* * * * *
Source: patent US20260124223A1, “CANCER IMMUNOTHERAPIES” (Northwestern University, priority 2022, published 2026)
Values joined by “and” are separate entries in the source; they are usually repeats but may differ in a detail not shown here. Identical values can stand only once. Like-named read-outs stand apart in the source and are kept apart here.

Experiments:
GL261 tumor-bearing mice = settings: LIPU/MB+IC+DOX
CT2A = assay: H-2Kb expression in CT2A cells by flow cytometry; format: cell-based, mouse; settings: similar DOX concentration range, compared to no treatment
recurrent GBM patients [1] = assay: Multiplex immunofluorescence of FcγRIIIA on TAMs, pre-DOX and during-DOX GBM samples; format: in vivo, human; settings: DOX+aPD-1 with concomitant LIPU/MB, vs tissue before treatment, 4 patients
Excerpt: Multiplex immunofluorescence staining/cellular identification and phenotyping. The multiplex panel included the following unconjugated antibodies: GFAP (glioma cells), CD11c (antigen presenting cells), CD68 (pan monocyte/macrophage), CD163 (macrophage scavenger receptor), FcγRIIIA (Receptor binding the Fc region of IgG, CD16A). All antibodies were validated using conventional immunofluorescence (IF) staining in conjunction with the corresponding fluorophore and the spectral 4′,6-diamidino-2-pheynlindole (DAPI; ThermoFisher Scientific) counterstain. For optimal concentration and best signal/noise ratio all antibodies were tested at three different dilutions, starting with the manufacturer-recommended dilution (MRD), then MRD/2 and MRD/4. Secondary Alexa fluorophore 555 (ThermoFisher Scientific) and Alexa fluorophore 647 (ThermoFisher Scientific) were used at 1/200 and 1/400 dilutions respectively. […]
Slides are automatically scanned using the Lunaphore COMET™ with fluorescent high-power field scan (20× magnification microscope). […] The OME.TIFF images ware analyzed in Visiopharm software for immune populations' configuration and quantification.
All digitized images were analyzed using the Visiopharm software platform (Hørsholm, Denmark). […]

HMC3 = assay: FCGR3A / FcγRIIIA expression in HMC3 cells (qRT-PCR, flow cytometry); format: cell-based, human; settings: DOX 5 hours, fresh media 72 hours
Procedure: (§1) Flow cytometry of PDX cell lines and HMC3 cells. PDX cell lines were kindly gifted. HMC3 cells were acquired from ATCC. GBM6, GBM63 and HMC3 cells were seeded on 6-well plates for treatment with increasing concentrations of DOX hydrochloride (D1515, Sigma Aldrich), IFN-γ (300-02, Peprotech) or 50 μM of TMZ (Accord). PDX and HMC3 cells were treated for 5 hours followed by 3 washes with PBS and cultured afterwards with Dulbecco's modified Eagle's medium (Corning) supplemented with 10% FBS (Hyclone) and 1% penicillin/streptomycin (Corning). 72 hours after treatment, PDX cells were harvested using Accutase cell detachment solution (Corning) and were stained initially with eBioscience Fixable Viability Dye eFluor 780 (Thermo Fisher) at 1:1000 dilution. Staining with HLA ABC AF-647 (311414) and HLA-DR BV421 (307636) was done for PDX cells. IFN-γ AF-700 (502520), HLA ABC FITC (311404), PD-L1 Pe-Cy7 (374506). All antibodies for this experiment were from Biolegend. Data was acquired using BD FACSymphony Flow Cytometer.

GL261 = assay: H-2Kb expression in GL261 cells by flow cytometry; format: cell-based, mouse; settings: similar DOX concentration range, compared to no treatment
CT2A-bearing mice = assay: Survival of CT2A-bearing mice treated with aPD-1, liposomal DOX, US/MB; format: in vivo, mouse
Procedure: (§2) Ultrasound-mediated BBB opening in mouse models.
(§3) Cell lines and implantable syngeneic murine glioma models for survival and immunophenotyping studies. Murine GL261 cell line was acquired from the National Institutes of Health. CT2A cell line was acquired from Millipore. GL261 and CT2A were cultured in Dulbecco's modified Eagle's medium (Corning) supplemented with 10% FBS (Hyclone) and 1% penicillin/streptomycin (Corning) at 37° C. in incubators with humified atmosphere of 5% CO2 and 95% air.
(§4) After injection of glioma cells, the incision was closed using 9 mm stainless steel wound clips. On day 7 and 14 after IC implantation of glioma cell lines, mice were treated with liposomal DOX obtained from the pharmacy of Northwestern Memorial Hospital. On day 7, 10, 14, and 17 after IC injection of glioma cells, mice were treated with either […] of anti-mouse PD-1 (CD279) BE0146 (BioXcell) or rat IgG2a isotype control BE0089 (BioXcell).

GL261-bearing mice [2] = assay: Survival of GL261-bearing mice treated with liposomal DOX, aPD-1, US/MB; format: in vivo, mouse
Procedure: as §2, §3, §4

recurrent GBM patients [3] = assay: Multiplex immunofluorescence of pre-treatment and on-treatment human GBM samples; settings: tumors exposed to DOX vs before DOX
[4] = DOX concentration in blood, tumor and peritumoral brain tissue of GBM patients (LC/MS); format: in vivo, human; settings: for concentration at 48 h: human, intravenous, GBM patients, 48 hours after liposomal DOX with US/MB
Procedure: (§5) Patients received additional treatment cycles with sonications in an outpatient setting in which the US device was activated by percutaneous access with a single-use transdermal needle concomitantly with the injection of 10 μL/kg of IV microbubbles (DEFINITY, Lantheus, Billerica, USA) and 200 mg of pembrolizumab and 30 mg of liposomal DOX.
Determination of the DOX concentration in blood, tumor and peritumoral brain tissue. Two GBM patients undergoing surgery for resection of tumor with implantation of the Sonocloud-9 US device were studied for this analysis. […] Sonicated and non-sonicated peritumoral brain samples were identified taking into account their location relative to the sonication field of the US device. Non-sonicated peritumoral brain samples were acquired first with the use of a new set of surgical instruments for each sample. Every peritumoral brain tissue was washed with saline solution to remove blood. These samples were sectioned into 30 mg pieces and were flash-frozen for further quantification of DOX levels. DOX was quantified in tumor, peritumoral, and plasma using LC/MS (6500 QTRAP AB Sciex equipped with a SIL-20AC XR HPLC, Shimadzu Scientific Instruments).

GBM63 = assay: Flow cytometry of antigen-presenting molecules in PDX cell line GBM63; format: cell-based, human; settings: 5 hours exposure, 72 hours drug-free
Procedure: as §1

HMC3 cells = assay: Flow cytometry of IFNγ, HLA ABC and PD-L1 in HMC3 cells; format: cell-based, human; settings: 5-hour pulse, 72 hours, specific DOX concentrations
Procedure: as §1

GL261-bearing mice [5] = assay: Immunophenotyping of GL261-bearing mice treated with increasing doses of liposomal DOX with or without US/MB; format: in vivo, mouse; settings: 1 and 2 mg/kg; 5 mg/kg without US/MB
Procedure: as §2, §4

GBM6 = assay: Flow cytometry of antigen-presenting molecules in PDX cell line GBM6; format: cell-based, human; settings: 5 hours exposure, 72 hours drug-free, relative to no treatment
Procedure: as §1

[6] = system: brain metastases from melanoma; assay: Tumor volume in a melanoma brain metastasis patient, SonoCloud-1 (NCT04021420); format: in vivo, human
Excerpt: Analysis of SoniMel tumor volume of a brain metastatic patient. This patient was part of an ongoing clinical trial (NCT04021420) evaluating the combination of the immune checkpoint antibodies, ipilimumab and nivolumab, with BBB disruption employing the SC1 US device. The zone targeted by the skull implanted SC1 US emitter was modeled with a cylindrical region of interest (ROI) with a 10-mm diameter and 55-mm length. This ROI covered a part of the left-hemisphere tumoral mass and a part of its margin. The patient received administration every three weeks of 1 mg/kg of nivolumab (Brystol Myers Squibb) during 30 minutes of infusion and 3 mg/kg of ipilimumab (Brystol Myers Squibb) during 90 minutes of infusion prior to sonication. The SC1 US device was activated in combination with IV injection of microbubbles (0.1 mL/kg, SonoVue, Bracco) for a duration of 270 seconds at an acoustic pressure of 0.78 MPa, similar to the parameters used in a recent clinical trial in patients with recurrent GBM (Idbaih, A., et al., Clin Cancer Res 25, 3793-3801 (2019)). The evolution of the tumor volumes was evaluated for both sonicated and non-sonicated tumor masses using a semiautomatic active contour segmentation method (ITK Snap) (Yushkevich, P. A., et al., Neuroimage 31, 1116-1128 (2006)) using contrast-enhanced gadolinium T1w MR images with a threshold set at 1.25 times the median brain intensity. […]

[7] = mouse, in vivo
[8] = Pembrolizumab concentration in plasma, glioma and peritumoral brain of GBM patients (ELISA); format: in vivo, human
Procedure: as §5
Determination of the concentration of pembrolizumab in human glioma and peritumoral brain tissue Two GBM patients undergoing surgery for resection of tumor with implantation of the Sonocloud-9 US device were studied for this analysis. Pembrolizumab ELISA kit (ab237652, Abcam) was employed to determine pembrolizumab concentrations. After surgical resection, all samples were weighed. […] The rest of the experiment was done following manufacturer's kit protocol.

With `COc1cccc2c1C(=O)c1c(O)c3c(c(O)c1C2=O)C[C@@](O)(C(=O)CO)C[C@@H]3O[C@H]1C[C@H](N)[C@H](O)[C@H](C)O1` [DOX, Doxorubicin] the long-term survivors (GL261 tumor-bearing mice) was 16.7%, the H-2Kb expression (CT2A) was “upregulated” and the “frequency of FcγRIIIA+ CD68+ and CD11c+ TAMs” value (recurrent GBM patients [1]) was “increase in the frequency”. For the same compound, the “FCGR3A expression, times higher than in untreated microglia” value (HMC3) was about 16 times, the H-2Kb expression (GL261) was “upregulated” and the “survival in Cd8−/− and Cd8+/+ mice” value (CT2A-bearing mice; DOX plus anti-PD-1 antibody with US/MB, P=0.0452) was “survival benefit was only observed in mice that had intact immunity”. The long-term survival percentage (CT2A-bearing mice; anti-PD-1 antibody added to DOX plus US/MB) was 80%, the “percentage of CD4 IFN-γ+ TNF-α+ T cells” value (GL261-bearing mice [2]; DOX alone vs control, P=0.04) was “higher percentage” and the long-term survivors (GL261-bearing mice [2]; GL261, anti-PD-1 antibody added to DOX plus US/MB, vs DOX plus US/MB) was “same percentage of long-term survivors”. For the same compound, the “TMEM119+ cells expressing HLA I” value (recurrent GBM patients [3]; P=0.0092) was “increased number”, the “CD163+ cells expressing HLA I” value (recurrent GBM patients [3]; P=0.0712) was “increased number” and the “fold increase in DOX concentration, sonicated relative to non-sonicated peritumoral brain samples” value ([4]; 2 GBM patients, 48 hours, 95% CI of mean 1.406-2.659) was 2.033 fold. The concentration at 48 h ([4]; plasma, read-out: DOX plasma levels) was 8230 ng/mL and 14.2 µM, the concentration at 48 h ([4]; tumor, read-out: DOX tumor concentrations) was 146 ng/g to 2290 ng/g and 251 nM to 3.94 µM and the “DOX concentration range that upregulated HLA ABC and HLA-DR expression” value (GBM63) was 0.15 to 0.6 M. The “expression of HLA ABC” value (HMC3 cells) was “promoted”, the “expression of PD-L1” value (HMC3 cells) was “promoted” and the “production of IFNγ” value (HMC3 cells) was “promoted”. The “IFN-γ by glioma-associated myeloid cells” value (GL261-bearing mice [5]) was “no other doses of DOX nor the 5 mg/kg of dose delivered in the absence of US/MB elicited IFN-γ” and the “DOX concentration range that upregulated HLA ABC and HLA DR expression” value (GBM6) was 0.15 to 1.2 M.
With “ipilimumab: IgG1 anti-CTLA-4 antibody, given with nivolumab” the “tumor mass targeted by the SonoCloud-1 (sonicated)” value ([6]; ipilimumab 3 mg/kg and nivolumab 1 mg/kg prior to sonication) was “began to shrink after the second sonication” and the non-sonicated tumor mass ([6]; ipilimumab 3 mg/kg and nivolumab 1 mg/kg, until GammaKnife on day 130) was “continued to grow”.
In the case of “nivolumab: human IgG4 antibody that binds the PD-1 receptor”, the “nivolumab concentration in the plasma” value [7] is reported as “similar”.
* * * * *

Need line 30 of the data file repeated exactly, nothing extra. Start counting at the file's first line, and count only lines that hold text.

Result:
Procedure: as §1